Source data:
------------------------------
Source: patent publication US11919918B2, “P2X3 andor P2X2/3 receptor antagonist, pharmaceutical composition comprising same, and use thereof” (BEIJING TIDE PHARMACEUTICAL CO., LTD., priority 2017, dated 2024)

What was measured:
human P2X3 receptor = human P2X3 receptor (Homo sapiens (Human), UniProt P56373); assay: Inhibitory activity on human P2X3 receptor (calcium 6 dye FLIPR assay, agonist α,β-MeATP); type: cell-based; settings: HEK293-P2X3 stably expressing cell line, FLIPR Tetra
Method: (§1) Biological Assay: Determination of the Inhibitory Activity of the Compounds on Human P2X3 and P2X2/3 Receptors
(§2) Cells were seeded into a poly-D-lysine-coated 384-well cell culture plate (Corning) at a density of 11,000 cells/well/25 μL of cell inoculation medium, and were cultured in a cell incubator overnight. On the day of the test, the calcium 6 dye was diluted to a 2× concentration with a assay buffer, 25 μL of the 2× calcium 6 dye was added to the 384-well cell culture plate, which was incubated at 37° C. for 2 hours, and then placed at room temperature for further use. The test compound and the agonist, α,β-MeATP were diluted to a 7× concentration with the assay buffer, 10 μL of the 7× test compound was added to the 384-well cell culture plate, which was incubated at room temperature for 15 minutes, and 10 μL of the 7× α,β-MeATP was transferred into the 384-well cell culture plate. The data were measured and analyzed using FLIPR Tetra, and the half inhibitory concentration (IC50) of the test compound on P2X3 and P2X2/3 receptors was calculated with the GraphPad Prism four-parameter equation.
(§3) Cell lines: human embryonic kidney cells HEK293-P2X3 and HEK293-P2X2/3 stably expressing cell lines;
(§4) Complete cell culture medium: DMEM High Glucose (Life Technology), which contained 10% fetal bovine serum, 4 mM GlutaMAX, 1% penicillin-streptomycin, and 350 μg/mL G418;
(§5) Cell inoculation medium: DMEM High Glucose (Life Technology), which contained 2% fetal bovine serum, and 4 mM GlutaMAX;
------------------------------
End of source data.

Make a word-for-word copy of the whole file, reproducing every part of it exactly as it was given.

Source: patent publication US11919918B2, “P2X3 andor P2X2/3 receptor antagonist, pharmaceutical composition comprising same, and use thereof” (BEIJING TIDE PHARMACEUTICAL CO., LTD., priority 2017, dated 2024)

What was measured:
human P2X3 receptor = human P2X3 receptor (Homo sapiens (Human), UniProt P56373); assay: Inhibitory activity on human P2X3 receptor (calcium 6 dye FLIPR assay, agonist α,β-MeATP); type: cell-based; settings: HEK293-P2X3 stably expressing cell line, FLIPR Tetra
Method: (§1) Biological Assay: Determination of the Inhibitory Activity of the Compounds on Human P2X3 and P2X2/3 Receptors
(§2) Cells were seeded into a poly-D-lysine-coated 384-well cell culture plate (Corning) at a density of 11,000 cells/well/25 μL of cell inoculation medium, and were cultured in a cell incubator overnight. On the day of the test, the calcium 6 dye was diluted to a 2× concentration with a assay buffer, 25 μL of the 2× calcium 6 dye was added to the 384-well cell culture plate, which was incubated at 37° C. for 2 hours, and then placed at room temperature for further use. The test compound and the agonist, α,β-MeATP were diluted to a 7× concentration with the assay buffer, 10 μL of the 7× test compound was added to the 384-well cell culture plate, which was incubated at room temperature for 15 minutes, and 10 μL of the 7× α,β-MeATP was transferred into the 384-well cell culture plate. The data were measured and analyzed using FLIPR Tetra, and the half inhibitory concentration (IC50) of the test compound on P2X3 and P2X2/3 receptors was calculated with the GraphPad Prism four-parameter equation.
(§3) Cell lines: human embryonic kidney cells HEK293-P2X3 and HEK293-P2X2/3 stably expressing cell lines;
(§4) Complete cell culture medium: DMEM High Glucose (Life Technology), which contained 10% fetal bovine serum, 4 mM GlutaMAX, 1% penicillin-streptomycin, and 350 μg/mL G418;
(§5) Cell inoculation medium: DMEM High Glucose (Life Technology), which contained 2% fetal bovine serum, and 4 mM GlutaMAX;